The War on the Military Culture
The presence of women in the armed forces raises unresolved problems.
Jan 20, 1997, Vol. 2, No. 18 • By JAMES WEBB
As these political realities have developed, the military has had to struggle under its own set of unkind realities. Military leaders from their first days in training are steeped in a culture that accepts and believes in civilian control. And they are doers. A policy that was strongly opposed while under consideration will be just as strongly implemented once it is decided upon. Furthermore, generals at the three-star level are selected with (at a minimum) heavy participation from the civilian leadership, and those at the four-star level are chosen at the complete discretion of civilians, allowing politicians to shape the top levels of military leadership. When, as in the present administration, views on the expansion of female roles become a litmus test for advancement, arguments questioning accepted political wisdom are not conducive to the possibility of reaching the very highest levels.
With little support from the outside, and in a culture that demands performance, those "in the ranks" have learned that pointing out the difficulties inherent in an undertaking as politically volatile as the assimilation of women will quickly end a career. At the same time, enormous pressure is exerted on them to accentuate the positive aspects of this social experiment and ignore or diminish the negative. But male members of the military know that things aren't that simple. As is always true when people are asked to believe in and promote an image they know to be untrue, cynicism soon explodes. This cynicism feeds a backlash, which increases tensions even in areas where women perform well and where their presence is not counterproductive to the military's mission.
These hard realities have created the greatest potential cultural change in our military's history, and if matters are left in this state, we run the risk of destroying all notions of leadership as we have known it. The fundamental disconnect is this: In many areas where females have been introduced into the military, leaders imbued with the imperative of ethical conduct are constantly challenged to hold back on the truth or risk their futures.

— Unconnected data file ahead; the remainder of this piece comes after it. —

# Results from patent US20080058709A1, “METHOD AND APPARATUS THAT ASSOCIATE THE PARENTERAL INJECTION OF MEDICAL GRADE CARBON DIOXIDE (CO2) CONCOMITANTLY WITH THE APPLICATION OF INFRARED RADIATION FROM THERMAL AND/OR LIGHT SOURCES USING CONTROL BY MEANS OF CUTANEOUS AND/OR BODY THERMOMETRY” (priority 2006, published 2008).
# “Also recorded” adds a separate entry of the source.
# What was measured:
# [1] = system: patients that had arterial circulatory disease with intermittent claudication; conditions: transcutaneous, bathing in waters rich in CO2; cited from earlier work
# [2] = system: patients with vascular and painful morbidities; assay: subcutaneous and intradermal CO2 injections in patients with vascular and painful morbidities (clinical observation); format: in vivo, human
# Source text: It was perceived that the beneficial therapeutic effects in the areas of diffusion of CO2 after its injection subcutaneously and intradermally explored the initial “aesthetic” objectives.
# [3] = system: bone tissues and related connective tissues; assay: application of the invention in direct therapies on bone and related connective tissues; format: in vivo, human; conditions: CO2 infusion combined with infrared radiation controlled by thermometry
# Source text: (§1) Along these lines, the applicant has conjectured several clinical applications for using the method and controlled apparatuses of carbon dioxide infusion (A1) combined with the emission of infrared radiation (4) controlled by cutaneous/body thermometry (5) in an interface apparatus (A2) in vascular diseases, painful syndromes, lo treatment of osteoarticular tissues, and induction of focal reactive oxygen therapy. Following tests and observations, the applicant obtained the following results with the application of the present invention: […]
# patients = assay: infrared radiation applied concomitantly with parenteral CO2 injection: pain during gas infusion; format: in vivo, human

And so politicians and media commentators usually end up arguing over only half the story. They are right to call for investigations of commanders who have not dealt preemptively with sexual harassment and unpermitted sex among members of their command. Women forced into unwilling sexual conduct are put into an inexcusable hell when their superior is the culprit, and there is no one to whom they feel they can report the crime.
But politicians and the media are blaming the wrong social forces for such problems. They have not been able to hear from those who have firsthand knowledge of what the sexual integration of the military has meant in matters of military conduct. Consider the commander who knows that the culprit in such situations is not one or a half-dozen individuals, but a system that throws healthy young men and women together inside a volatile, isolated crucible of emotions -- a ship at sea or basic training, to take two notable examples. Whom does this commander tell if he believes that the experiment itself has not worked, that the compressed and emotional environment in which these young men and women have been thrust together by unknowing or uncaring policymakers actually encourages disruptive sexual activity?
The commander knows the political mantra for twenty years has been that sexual misconduct is simply one more cultural problem, and that, like racial insensitivity, it can be overcome by a few lectures and command supervision. He knows also that this is wrong. But to speak his mind or force the issue would most likely be his undoing.
A case in point is Commander John Carey, who took command of the destroyer Curtis Wilbur after a fast-track start to his naval career. Soon after, Carey observed two female crew members kissing and spoke to the ship's command chief petty officer of his concern about the disruption such behavior would cause. "Captain," the master chief replied, according to the Washingtonian, "there's f -- ing going on on this ship 24 hours a day, and there's nothing you can do about it." Carey tried to do something about it and was soon relieved of command for "physically and verbally abusing his crew."
This not-so-subtle pressure to look the other way unless conduct is overt and decidedly nonconsensual permeates civilian policy toward the military. In February 1988, shortly before I resigned as secretary of the Navy, I returned from a trip to U.S. military facilities on Iceland. During a staff meeting with secretary of defense Frank Carlucci, I reported that I had been informed that 51 percent of the single enlisted Air Force females and 48 percent of the single enlisted Navy females stationed in Iceland were pregnant.